Staff members are a wildcard.

When we talk about expanding electronic payments, things like technology and work flow often surface, but are we forgetting the people aspect? The employees who manage or support purchase-to-pay processes—namely, procurement and AP—often wield just as much power as senior management in the success or failure of a new payment strategy. Organization leaders who are ready to modernize payment operations need to address two aspects of the staff members responsible for executing their plan: attitude and skills.

In case you missed it... Staff members are not the only culprit in a laggard payments environment. The previous blog post shares an example highlighting how internal culture driven by management can plague B2B payments.


Attitude

People are unpredictable. Even employees who are generally flexible might resist a change in payment methods, processes, and/or technology. I have heard of organizations who avoid such conflict by holding off on implementing something new until “so-and-so” retires. It does not make business sense to sacrifice quantifiable benefits of a modern payments strategy to appease one or more employees. 

Resistance often stems from fear. Senior management should be planning appropriate communications to ease employees’ fears about the unknown. This includes explaining:

  • the reasons for making a change and
  • the anticipated impact on jobs

Some organizations go a step further by offering incentives if/when staff achieves certain goals related to adopting a new initiative. This could range from monetary rewards to something basic like a celebratory lunch. Those who do not display the right attitude could be subject to a change in job position or status.

The other dilemma management could encounter is employees who have the right attitude but lack the necessary skills to accommodate a change. 

Skills

Key questions for management to explore include:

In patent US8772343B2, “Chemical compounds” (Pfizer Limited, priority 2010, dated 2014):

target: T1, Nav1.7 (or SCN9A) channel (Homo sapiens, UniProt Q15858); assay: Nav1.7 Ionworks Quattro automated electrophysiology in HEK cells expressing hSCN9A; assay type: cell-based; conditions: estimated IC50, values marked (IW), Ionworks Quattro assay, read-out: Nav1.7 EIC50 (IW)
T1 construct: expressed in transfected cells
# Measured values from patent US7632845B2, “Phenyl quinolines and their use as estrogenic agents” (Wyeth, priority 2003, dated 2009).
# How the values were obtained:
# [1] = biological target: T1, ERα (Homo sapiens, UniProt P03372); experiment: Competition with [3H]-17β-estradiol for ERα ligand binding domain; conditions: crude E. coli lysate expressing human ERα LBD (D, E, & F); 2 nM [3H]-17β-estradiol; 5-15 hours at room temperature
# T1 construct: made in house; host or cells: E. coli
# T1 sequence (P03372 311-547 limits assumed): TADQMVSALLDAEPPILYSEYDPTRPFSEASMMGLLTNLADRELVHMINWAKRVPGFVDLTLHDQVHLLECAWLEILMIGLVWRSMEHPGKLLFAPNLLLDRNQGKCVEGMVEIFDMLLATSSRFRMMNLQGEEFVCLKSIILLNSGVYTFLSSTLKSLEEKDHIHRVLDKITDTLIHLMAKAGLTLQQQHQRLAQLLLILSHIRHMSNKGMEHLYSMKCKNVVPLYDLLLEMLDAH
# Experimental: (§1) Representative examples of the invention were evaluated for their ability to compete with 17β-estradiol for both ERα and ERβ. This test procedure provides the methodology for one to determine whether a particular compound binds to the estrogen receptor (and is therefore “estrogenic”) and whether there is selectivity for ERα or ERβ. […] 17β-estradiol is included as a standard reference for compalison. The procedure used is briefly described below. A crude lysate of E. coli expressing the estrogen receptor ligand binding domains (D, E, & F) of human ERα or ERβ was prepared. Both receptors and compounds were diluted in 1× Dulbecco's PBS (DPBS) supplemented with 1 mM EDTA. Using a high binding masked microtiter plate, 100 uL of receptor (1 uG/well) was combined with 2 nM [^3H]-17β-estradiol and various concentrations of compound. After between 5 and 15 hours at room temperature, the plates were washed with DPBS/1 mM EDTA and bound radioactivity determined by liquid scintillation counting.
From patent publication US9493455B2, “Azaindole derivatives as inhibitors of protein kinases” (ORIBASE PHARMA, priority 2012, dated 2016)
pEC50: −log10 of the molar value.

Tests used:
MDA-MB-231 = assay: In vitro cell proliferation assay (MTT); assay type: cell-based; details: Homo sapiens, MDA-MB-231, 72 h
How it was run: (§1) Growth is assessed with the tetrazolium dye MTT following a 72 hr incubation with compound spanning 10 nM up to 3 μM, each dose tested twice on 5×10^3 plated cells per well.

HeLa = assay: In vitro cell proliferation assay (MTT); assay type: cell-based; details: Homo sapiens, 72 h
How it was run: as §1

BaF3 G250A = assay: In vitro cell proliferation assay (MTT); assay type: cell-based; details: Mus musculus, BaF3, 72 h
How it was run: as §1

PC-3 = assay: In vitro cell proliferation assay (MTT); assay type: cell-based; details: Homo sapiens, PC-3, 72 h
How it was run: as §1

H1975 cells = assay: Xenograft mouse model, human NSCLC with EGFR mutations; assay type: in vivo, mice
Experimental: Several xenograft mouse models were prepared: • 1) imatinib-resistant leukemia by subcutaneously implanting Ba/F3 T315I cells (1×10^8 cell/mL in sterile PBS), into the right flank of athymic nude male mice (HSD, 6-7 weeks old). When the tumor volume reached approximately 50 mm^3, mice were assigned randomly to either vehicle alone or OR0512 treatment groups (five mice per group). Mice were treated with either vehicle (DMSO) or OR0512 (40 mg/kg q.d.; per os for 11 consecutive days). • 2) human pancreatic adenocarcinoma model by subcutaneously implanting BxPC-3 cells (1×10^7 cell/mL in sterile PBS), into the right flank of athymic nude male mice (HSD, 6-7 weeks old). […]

• What skills do employees need to help the organization succeed with the new plan? 
  • Are the right skills attainable? Conversely, are employees simply not suited for what lies ahead, regardless of possible training? 

An organization should decide how much it is willing to invest in employee development in order to fulfill a vision. 

Which employees are ready to support improvements to the organization’s payments plan? Ensure they possess the skills to meet new job demands.

Which employees are ready to support improvements to the organization’s payments plan? Ensure they possess the skills to meet new job demands.

Conclusion

If management is committed to payment improvements, they should do the following as early as possible in the process:

  1. Assess the impacted staff members to identify potential roadblocks related to attitude and/or a shortage of skills
  2. Determine how they will address the identified potential issues (e.g., training, employee restructuring, incentives, etc.)

Finally, once the dust settles, policies and procedures, as well as job descriptions for procurement and AP personnel, likely need to be refreshed to reflect the organization’s new path.

Related Resource

For more on the skills companies are seeking in finance and accounting employees, I recommend the October 29, 2015, Corcentric blog post Financial Job Market: Shortage of Jobs or Shortage of Job Skills? by Kate Freer.

See more on payment strategy from Recharged Education.


About the Author

Blog post author Lynn Larson, CPCP, is the founder of Recharged Education. With more than 15 years of Commercial Card experience, her mission is to make industry education readily accessible to all. Learn more

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